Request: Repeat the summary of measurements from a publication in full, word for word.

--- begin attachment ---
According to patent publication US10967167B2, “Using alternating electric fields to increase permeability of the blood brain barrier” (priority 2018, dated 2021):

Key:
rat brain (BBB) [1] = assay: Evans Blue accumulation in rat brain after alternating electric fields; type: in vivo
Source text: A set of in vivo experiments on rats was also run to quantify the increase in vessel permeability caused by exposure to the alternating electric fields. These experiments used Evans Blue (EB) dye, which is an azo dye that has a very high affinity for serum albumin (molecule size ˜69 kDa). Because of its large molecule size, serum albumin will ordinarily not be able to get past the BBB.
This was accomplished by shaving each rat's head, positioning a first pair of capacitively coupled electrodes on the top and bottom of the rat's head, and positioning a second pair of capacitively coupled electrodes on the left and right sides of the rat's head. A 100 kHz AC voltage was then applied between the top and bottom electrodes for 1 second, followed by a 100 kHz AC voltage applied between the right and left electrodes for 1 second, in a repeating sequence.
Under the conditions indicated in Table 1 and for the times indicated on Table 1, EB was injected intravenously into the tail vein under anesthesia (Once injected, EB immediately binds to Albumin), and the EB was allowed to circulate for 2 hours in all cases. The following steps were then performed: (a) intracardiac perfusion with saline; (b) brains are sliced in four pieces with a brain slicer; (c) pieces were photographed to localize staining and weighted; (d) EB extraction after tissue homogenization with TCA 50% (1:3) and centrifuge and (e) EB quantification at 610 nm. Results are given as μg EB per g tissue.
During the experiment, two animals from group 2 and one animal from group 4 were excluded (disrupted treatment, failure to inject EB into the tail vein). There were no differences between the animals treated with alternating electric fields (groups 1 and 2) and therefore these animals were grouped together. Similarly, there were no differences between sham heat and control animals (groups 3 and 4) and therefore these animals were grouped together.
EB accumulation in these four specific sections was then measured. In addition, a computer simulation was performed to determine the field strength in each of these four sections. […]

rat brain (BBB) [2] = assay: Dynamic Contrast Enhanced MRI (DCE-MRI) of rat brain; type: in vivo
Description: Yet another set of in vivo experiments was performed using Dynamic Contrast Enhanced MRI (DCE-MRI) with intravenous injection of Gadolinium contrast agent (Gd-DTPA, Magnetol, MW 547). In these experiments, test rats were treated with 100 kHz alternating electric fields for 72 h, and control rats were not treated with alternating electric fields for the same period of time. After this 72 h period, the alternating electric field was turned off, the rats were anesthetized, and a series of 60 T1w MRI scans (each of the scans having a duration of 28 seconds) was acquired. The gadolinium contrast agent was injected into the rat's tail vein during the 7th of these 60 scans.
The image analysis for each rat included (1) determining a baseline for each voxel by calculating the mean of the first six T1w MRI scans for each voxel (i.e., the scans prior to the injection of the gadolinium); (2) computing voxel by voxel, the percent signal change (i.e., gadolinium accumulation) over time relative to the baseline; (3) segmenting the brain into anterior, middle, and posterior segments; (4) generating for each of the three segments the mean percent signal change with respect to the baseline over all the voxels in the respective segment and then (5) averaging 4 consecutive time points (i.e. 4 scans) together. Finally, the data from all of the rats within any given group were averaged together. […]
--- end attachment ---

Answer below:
According to patent publication US10967167B2, “Using alternating electric fields to increase permeability of the blood brain barrier” (priority 2018, dated 2021):

Key:
rat brain (BBB) [1] = assay: Evans Blue accumulation in rat brain after alternating electric fields; type: in vivo
Source text: A set of in vivo experiments on rats was also run to quantify the increase in vessel permeability caused by exposure to the alternating electric fields. These experiments used Evans Blue (EB) dye, which is an azo dye that has a very high affinity for serum albumin (molecule size ˜69 kDa). Because of its large molecule size, serum albumin will ordinarily not be able to get past the BBB.
This was accomplished by shaving each rat's head, positioning a first pair of capacitively coupled electrodes on the top and bottom of the rat's head, and positioning a second pair of capacitively coupled electrodes on the left and right sides of the rat's head. A 100 kHz AC voltage was then applied between the top and bottom electrodes for 1 second, followed by a 100 kHz AC voltage applied between the right and left electrodes for 1 second, in a repeating sequence.
Under the conditions indicated in Table 1 and for the times indicated on Table 1, EB was injected intravenously into the tail vein under anesthesia (Once injected, EB immediately binds to Albumin), and the EB was allowed to circulate for 2 hours in all cases. The following steps were then performed: (a) intracardiac perfusion with saline; (b) brains are sliced in four pieces with a brain slicer; (c) pieces were photographed to localize staining and weighted; (d) EB extraction after tissue homogenization with TCA 50% (1:3) and centrifuge and (e) EB quantification at 610 nm. Results are given as μg EB per g tissue.
During the experiment, two animals from group 2 and one animal from group 4 were excluded (disrupted treatment, failure to inject EB into the tail vein). There were no differences between the animals treated with alternating electric fields (groups 1 and 2) and therefore these animals were grouped together. Similarly, there were no differences between sham heat and control animals (groups 3 and 4) and therefore these animals were grouped together.
EB accumulation in these four specific sections was then measured. In addition, a computer simulation was performed to determine the field strength in each of these four sections. […]

rat brain (BBB) [2] = assay: Dynamic Contrast Enhanced MRI (DCE-MRI) of rat brain; type: in vivo
Description: Yet another set of in vivo experiments was performed using Dynamic Contrast Enhanced MRI (DCE-MRI) with intravenous injection of Gadolinium contrast agent (Gd-DTPA, Magnetol, MW 547). In these experiments, test rats were treated with 100 kHz alternating electric fields for 72 h, and control rats were not treated with alternating electric fields for the same period of time. After this 72 h period, the alternating electric field was turned off, the rats were anesthetized, and a series of 60 T1w MRI scans (each of the scans having a duration of 28 seconds) was acquired. The gadolinium contrast agent was injected into the rat's tail vein during the 7th of these 60 scans.
The image analysis for each rat included (1) determining a baseline for each voxel by calculating the mean of the first six T1w MRI scans for each voxel (i.e., the scans prior to the injection of the gadolinium); (2) computing voxel by voxel, the percent signal change (i.e., gadolinium accumulation) over time relative to the baseline; (3) segmenting the brain into anterior, middle, and posterior segments; (4) generating for each of the three segments the mean percent signal change with respect to the baseline over all the voxels in the respective segment and then (5) averaging 4 consecutive time points (i.e. 4 scans) together. Finally, the data from all of the rats within any given group were averaged together. […]